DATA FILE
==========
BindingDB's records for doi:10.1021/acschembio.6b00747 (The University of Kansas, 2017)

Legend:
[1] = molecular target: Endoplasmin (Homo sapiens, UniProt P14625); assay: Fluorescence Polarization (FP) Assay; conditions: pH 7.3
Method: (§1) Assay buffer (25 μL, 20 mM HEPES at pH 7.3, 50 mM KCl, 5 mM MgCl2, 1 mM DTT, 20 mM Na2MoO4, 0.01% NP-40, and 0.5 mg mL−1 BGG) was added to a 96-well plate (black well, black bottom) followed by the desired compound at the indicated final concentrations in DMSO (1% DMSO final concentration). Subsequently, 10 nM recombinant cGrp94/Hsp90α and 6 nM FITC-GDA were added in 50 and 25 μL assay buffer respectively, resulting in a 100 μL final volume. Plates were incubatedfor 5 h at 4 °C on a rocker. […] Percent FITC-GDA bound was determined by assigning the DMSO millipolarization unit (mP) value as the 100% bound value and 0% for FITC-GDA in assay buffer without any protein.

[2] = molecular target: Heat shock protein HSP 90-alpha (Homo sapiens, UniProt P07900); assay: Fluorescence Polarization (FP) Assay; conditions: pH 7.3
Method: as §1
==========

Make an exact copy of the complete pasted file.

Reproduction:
BindingDB's records for doi:10.1021/acschembio.6b00747 (The University of Kansas, 2017)

Legend:
[1] = molecular target: Endoplasmin (Homo sapiens, UniProt P14625); assay: Fluorescence Polarization (FP) Assay; conditions: pH 7.3
Method: (§1) Assay buffer (25 μL, 20 mM HEPES at pH 7.3, 50 mM KCl, 5 mM MgCl2, 1 mM DTT, 20 mM Na2MoO4, 0.01% NP-40, and 0.5 mg mL−1 BGG) was added to a 96-well plate (black well, black bottom) followed by the desired compound at the indicated final concentrations in DMSO (1% DMSO final concentration). Subsequently, 10 nM recombinant cGrp94/Hsp90α and 6 nM FITC-GDA were added in 50 and 25 μL assay buffer respectively, resulting in a 100 μL final volume. Plates were incubatedfor 5 h at 4 °C on a rocker. […] Percent FITC-GDA bound was determined by assigning the DMSO millipolarization unit (mP) value as the 100% bound value and 0% for FITC-GDA in assay buffer without any protein.

[2] = molecular target: Heat shock protein HSP 90-alpha (Homo sapiens, UniProt P07900); assay: Fluorescence Polarization (FP) Assay; conditions: pH 7.3
Method: as §1